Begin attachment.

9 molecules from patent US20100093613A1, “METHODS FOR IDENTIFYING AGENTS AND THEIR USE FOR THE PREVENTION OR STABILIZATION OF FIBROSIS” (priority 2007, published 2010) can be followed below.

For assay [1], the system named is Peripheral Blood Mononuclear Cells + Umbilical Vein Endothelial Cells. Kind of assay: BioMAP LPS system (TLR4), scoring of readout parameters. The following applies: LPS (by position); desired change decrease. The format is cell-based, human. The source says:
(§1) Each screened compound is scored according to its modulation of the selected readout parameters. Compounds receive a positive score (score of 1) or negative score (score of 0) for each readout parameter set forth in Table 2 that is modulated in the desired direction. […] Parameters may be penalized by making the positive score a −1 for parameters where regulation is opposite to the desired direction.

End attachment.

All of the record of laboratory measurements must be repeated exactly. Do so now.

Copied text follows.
9 molecules from patent US20100093613A1, “METHODS FOR IDENTIFYING AGENTS AND THEIR USE FOR THE PREVENTION OR STABILIZATION OF FIBROSIS” (priority 2007, published 2010) can be followed below.

For assay [1], the system named is Peripheral Blood Mononuclear Cells + Umbilical Vein Endothelial Cells. Kind of assay: BioMAP LPS system (TLR4), scoring of readout parameters. The following applies: LPS (by position); desired change decrease. The format is cell-based, human. The source says:
(§1) Each screened compound is scored according to its modulation of the selected readout parameters. Compounds receive a positive score (score of 1) or negative score (score of 0) for each readout parameter set forth in Table 2 that is modulated in the desired direction. […] Parameters may be penalized by making the positive score a −1 for parameters where regulation is opposite to the desired direction.